We set expectations about the length of each essay - typically a minimum of paragraphs for an undergraduate and for a graduate application, and yet we probably have our amazing admissions reps reach out to about 5 percent of our applicants to remind them to answer the specific questions being asked, or to address the length which ranges from sentences to a short story but it is frequently shorter than we requested.
One thing I have told applicants over the years and still holds today is do not overthink the admission essay questions. What do I mean by this? I mean, most essay questions for adult student applicants are intentionally straightforward. They are not meant to trick you, or ask you to interpret their meaning. As such, do not overcomplicate them.
Take the questions at face value, and do the same with your responses. Students will also want to make sure they aren't being too personal in their responses, and that they select an editor for their essays who is willing to support the student's efforts to write their own best essay, and nothing more. In many ways, the essay is the most important part of the college application. Think about it: the grades you've earned in your high school classes tell part of the story of who you've been, and so do your test scores.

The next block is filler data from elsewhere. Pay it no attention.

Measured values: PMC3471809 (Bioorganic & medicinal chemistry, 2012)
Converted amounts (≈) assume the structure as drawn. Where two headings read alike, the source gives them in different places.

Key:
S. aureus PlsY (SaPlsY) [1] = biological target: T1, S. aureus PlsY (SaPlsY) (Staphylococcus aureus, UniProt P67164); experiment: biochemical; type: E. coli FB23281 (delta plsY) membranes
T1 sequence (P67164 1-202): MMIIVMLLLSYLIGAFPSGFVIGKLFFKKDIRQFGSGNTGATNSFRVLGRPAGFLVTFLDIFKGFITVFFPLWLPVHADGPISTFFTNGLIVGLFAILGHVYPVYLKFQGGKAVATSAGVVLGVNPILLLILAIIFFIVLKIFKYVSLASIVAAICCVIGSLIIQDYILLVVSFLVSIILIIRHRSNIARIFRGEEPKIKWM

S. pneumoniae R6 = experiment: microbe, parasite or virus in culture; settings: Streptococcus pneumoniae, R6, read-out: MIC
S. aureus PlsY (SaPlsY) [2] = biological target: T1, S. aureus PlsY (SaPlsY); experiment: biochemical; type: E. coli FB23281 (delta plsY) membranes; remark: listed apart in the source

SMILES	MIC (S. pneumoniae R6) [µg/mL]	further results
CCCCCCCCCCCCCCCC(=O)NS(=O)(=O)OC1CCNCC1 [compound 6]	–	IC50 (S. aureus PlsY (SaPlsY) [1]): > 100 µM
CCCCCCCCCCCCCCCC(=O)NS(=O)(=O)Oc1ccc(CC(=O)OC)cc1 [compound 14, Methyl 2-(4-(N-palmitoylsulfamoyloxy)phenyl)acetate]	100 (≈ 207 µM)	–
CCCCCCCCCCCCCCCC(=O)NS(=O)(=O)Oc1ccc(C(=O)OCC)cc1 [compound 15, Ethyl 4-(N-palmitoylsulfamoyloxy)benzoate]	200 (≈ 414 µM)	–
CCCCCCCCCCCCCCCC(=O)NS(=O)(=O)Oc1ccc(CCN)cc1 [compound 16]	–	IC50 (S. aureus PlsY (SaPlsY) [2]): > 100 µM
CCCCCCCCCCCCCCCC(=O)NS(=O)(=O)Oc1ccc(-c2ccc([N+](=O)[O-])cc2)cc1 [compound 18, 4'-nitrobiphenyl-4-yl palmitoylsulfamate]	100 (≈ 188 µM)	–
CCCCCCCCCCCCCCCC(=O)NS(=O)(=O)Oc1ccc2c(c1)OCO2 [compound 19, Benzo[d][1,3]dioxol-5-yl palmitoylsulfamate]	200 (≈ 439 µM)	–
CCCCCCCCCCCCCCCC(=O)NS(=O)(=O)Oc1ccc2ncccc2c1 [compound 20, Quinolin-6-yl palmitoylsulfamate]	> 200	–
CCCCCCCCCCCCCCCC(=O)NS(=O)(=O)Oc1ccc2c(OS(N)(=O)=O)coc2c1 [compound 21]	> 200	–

But where do the colleges get to find out who you are now, and learn more about what matters to you, what you think about, and what you'd like to do in the future? All of those answers can be part of a strong college essay, where sharing the story of your life can make all the difference between bringing your application to life, and being just another applicant with a bunch of numbers. But most students don't see it that way. They view the college essay as just one more part of the application, another item on the college checklist they have to take care of.
Besides, writing is hard. It takes a long time to put together a book report, or a research paper—and that essay on what I did on my summer vacation? It's easy to see that most of the writing students do is hard—but a lot of it is pretty easy, too.
Think about all the writing you do that has nothing to do with school. Texting your friends. Posting captions with your pictures online. Talking about who did what at a recent concert, or what someone wore to the music awards show.
It isn't hard to write then—in fact, most students love to write then. You put an opinion out there, someone responds, you post an answer, someone else jumps in the conversation, and suddenly, there's a real exchange of ideas going on. Nothing stuffy or boring, but the real you, talking about real ideas. If it's done well, that's exactly what a good college essay does—inspires ideas. If they could, the college you're applying to would have you come to campus, take a tour, talk with the admissions officer for an hour or so, get some lunch, talk a little bit more with the admissions officer, grab some swag at the bookstore, and then head home.
If they did that, they'd really know who you are, and what matters to you. But if they did that with every applicant, they'd need 20 years to decide who gets admitted. Since they can't do that, they ask for your side of those conversations in writing—and just like a face-to-face conversation or a really good text discussion, the quality of the conversation in the college essay is all up to you.